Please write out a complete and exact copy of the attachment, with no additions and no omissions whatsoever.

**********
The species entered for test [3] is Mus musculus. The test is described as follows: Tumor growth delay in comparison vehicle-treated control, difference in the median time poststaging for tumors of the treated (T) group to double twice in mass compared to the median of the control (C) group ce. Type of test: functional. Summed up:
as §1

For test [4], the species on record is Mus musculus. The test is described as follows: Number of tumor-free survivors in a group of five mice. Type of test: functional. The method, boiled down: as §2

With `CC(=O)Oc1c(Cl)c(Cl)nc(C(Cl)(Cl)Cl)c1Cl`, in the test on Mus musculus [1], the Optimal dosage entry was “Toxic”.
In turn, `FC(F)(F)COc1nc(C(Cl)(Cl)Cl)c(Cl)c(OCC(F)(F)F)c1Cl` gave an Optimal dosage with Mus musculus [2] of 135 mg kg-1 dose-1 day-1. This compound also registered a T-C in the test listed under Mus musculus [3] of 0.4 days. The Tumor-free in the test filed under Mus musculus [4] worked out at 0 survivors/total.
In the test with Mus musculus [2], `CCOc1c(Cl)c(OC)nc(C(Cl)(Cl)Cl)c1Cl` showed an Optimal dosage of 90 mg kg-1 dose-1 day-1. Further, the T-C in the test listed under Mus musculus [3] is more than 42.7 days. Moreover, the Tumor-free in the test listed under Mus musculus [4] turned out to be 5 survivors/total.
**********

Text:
The species entered for test [3] is Mus musculus. The test is described as follows: Tumor growth delay in comparison vehicle-treated control, difference in the median time poststaging for tumors of the treated (T) group to double twice in mass compared to the median of the control (C) group ce. Type of test: functional. Summed up:
as §1

For test [4], the species on record is Mus musculus. The test is described as follows: Number of tumor-free survivors in a group of five mice. Type of test: functional. The method, boiled down: as §2

With `CC(=O)Oc1c(Cl)c(Cl)nc(C(Cl)(Cl)Cl)c1Cl`, in the test on Mus musculus [1], the Optimal dosage entry was “Toxic”.
In turn, `FC(F)(F)COc1nc(C(Cl)(Cl)Cl)c(Cl)c(OCC(F)(F)F)c1Cl` gave an Optimal dosage with Mus musculus [2] of 135 mg kg-1 dose-1 day-1. This compound also registered a T-C in the test listed under Mus musculus [3] of 0.4 days. The Tumor-free in the test filed under Mus musculus [4] worked out at 0 survivors/total.
In the test with Mus musculus [2], `CCOc1c(Cl)c(OC)nc(C(Cl)(Cl)Cl)c1Cl` showed an Optimal dosage of 90 mg kg-1 dose-1 day-1. Further, the T-C in the test listed under Mus musculus [3] is more than 42.7 days. Moreover, the Tumor-free in the test listed under Mus musculus [4] turned out to be 5 survivors/total.